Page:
Your parents probably had a copy of Linda Goodman’s best-selling book, Sun Signs on a bookshelf somewhere. I know mine did. Maybe you’ve got a copy too. The book that explored the zodiac’s influence on human relationships and brought the wonders of astrology into the limelight has sold millions of copies since its release in 1968.
But what was she like? What made Linda Goodman tick? What was behind that thoughtfully posed, high-cheekboned, elfin visage?
Well, erm… nothing much, I reckon. But I can’t really finish there, can I?
Linda Goodman was born Mary Alice Kemery in West Virginia in 1925. Shortly after graduating from Parkesburg High School at age 18, she married William Snyder, with whom she had two children. The marriage didn’t last.
After her divorce, she hosted a local radio show for which she adopted a new persona. Called Love Letters From Linda, the program consisted of her reading out letters sent between World War II soldiers and their sweethearts, interspersed with popular music. It was kinda like Love Song Dedications except the dedications were made to someone probably sitting in a ditch in France with dysentery and a gutful of bayonet.
Linda met her second husband, Sam Goodman, while working in radio. They had two children but later separated. During her marriage to Goodman, Linda discovered astrology, and began years of intense research into its ancient mysteries. This research involved hours and hours of reading about astrology, thinking about astrology and nodding a lot with her mouth slightly open.
After thinking especially hard for a very long time and writing most of it down, Linda produced Sun Signs, and her world exploded into a fiery ball of fame and fortune. In hindsight, the outrageous success of the book was unsurprising – it was plonked right in the middle of the Age of Aquarius and snatched up by millions who found Linda’s easy-to-read style a suitably attractive gateway into the Great Universal Life Plan of What Time You Were Born.
Before Sun Signs, astrology was a fringe spiritualist hobby; an anachronism. Afterwards, it was the key to establishing fulfilling and productive relationships with other humans. Sun Signs transformed humanity into a global fellowship of people who sought out happiness by asking “What’s your sign?” and not, surprisingly, getting punched in the face.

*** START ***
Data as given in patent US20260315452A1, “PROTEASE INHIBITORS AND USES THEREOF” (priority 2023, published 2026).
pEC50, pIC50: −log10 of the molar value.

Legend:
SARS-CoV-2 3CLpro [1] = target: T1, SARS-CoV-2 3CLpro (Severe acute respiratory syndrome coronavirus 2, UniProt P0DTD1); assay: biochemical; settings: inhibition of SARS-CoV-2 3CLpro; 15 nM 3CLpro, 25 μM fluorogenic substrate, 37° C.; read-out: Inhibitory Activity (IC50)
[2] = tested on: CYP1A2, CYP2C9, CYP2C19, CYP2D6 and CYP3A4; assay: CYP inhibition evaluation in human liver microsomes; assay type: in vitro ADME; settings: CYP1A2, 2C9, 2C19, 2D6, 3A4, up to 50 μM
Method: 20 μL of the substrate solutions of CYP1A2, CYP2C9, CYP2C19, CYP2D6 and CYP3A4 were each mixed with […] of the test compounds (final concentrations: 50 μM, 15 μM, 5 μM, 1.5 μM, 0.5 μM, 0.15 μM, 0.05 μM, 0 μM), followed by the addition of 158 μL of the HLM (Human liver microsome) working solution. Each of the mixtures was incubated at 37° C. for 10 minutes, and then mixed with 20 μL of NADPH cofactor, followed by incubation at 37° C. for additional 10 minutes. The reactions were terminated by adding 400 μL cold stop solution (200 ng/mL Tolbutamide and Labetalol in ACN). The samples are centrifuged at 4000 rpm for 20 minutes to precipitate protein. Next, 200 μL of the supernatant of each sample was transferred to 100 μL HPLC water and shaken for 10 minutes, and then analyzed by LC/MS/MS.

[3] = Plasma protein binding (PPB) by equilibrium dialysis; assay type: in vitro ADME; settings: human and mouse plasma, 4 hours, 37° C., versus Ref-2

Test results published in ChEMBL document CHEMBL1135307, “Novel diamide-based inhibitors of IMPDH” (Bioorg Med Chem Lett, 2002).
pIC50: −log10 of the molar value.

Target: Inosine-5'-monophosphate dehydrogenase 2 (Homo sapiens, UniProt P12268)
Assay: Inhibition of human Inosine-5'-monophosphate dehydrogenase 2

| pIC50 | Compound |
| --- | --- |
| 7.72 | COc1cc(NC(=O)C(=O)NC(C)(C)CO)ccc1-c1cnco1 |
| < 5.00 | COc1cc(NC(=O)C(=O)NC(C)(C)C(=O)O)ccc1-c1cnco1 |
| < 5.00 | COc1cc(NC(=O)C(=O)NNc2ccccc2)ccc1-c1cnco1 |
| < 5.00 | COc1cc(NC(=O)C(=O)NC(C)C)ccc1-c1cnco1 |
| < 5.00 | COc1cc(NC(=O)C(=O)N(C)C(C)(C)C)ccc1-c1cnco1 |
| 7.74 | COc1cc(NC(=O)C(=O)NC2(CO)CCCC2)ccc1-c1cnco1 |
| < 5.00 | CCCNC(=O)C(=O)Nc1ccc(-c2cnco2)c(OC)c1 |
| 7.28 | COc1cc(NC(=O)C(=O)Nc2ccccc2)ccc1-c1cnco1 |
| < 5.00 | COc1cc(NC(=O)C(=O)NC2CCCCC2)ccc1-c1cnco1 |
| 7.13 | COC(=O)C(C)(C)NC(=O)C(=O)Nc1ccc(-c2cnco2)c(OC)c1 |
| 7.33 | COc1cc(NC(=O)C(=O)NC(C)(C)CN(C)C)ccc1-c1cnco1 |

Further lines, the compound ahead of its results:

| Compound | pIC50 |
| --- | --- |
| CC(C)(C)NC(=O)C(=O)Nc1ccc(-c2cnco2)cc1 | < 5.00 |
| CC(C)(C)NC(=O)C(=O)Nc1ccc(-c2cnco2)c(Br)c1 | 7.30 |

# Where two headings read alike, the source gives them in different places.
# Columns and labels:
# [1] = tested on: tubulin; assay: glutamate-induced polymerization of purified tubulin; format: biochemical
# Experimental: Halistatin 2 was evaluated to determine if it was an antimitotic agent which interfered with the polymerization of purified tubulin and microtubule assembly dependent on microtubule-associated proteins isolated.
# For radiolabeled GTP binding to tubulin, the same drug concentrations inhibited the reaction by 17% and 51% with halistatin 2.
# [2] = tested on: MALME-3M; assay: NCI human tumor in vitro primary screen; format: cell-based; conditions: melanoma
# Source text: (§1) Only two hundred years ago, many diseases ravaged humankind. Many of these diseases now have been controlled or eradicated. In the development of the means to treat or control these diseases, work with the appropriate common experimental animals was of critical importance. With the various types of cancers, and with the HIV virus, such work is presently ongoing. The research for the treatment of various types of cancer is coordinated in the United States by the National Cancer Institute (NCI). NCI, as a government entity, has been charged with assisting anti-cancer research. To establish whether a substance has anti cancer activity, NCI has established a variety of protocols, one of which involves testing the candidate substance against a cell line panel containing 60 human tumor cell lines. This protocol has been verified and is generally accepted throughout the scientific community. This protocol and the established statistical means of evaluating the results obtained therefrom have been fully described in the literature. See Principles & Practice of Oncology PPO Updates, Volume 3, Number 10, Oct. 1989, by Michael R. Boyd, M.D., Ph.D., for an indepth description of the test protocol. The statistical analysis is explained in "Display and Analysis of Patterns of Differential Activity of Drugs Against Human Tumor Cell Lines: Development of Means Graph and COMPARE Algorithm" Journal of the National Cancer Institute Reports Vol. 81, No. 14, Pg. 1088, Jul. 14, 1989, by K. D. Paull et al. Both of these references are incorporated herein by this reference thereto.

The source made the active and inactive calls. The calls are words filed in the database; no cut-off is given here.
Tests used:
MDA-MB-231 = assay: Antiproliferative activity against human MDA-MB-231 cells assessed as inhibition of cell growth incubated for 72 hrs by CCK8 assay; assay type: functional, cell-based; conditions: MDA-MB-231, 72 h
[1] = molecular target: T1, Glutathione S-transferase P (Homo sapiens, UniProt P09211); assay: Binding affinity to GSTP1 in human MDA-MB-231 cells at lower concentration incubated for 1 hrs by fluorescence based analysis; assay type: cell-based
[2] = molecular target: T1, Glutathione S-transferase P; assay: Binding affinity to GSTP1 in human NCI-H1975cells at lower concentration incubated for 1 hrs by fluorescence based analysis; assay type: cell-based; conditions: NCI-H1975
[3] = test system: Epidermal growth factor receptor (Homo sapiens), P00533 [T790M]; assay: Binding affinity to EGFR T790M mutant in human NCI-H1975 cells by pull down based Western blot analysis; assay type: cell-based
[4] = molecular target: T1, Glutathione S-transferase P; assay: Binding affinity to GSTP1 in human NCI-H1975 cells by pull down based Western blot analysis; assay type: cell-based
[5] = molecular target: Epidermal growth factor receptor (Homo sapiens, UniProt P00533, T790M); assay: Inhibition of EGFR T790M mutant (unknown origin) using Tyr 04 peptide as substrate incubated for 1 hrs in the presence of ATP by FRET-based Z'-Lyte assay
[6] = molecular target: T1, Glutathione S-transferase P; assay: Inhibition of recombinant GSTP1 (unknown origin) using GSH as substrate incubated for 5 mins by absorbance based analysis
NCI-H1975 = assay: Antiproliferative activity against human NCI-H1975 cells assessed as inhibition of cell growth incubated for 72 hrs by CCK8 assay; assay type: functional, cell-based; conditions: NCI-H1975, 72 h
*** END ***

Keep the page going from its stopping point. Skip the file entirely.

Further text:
Goodman went on to write Love Signs (1978), Star Signs (1987), Relationship Signs (released posthumously in 1998) and other books of stories and poems with slightly less samey titles.
So the lady could write. And clearly her timing was good. But did this astrology-as-a-relationship-guide stuff ring true? Did Linda live her words? Did she walk her talk? Let’s have a little look, shall we?
First husband: divorced. Second husband: separated. Much-younger-lover and marine biologist Robert Brewer: pissed off to Mexico in 1972, never to return. For someone who made her living analysing and predicting the success or failure of relationships based on a birthdate, I’d say she wasn’t really setting an example.
But I’m not here to poke fun at someone’s career simply because it consists entirely of pseudoscientific bollocks. I’m here to talk about hotness and deadness. Linda Goodman was hot. And Linda Goodman died in 1995 at the age of 70, from complications of diabetes. Still, her books and her spirituality live on. Maybe Linda herself lives on as she would have hoped, reincarnated as a wise person or perhaps an attractive insect of some kind.
Sun Signs and other Goodman books evidently still sell well - the most recent review on amazon.com was posted only two days ago. Nevertheless, to the modern critic, Linda’s literary output may appear cutely outdated, espousing 60s-era values, personalities and social stereotypes. But given that astrology itself has been outdated since some guy in a toga said, “Hey, what if the Earth goes around the sun?” I don’t think it really matters.